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Daily Real Estate News  |  March 23, 2007  |   Are Computers to Blame for Bad Lending?
Automated underwriting software spurred the growth of subprime loans, but don’t blame computers, says Pat McCoy, a law professor at the University of Connecticut, who is an expert on real estate lending.

At fault for the subprime meltdown? Users whose lax controls and willingness to rely on shortcuts led them to approve borrowers that under a less-automated system would never have made the cut, McCoy says.

''Used properly, automated underwriting is a wonderful thing,'' McCoy says. The problem, she says, comes when lenders customize it to approve the wrong borrowers.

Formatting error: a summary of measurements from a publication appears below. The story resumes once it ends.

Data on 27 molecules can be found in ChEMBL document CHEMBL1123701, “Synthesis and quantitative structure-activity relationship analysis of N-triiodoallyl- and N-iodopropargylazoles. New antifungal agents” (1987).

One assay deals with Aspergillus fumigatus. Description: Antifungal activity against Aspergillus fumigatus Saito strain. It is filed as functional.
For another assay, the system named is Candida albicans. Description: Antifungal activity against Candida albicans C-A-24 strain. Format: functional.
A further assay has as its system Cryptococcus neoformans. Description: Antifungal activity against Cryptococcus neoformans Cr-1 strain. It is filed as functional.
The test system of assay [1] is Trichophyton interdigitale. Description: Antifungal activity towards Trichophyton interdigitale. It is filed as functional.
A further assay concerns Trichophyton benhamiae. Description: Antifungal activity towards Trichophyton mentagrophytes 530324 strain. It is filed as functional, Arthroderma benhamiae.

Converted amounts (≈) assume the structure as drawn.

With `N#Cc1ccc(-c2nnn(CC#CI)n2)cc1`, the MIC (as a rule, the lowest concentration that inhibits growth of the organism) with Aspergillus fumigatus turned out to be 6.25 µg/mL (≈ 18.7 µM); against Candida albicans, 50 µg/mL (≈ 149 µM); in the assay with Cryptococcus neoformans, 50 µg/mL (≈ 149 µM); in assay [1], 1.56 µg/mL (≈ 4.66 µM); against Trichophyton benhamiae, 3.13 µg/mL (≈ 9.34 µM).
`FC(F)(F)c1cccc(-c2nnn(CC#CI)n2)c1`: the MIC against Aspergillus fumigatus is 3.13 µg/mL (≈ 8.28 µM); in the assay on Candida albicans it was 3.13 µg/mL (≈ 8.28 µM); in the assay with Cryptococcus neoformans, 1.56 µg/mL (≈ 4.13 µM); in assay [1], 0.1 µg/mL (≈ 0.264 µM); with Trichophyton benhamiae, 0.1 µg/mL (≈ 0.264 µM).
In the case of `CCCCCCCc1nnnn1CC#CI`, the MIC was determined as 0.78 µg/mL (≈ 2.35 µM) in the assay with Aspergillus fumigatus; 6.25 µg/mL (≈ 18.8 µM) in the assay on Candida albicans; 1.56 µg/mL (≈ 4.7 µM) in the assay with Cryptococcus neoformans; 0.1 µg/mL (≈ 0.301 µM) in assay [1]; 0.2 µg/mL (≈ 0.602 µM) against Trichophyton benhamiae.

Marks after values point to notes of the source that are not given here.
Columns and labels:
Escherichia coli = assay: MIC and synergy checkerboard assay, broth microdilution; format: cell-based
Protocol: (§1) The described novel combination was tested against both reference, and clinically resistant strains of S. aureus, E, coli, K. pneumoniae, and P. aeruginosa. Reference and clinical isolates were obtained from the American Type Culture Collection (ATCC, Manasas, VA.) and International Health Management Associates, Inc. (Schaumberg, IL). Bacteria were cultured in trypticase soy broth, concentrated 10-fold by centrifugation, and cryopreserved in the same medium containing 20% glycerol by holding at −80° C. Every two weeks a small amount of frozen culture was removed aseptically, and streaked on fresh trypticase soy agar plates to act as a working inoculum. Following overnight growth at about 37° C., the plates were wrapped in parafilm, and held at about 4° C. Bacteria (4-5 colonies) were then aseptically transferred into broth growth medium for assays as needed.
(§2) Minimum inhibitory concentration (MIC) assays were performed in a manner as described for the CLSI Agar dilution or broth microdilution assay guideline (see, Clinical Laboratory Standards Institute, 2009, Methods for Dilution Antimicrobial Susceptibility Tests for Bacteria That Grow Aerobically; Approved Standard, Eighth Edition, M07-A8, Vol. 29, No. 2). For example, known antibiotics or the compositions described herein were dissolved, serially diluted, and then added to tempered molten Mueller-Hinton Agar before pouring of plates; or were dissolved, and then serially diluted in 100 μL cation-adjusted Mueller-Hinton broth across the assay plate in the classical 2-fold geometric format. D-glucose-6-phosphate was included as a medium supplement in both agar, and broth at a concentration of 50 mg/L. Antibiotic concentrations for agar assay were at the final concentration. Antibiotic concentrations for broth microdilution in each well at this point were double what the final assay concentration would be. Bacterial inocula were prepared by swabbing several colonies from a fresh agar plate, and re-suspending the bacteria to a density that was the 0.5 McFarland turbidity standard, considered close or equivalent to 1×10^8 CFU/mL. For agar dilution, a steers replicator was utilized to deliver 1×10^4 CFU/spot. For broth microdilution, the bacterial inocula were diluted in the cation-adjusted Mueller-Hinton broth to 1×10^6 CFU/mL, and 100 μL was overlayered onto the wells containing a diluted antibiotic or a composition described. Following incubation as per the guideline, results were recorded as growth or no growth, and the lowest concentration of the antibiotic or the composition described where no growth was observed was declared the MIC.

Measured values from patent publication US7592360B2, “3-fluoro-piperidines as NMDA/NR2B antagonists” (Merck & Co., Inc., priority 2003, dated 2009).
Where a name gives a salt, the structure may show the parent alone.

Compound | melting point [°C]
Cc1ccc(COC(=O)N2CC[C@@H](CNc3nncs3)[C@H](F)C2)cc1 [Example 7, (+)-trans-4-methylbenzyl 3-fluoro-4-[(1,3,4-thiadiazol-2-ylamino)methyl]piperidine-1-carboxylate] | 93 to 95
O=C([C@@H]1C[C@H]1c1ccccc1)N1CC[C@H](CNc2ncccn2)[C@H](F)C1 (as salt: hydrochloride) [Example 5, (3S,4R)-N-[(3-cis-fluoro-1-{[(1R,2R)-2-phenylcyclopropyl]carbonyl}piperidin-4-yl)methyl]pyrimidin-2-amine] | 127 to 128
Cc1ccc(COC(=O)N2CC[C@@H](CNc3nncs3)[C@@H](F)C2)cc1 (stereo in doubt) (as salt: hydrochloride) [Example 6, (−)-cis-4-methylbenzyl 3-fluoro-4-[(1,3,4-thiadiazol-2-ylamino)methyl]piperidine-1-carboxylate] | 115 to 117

Subprime lenders like automated underwriting because it is cheap and fast. A 2001 Fannie Mae survey found that automated underwriting reduced the average cost to lenders of closing a loan by $916. The software aims to quickly weed out the very riskiest of applicants and automatically approve the rest.

Source: The New York Times, Lynnley Browning (03/23/07)

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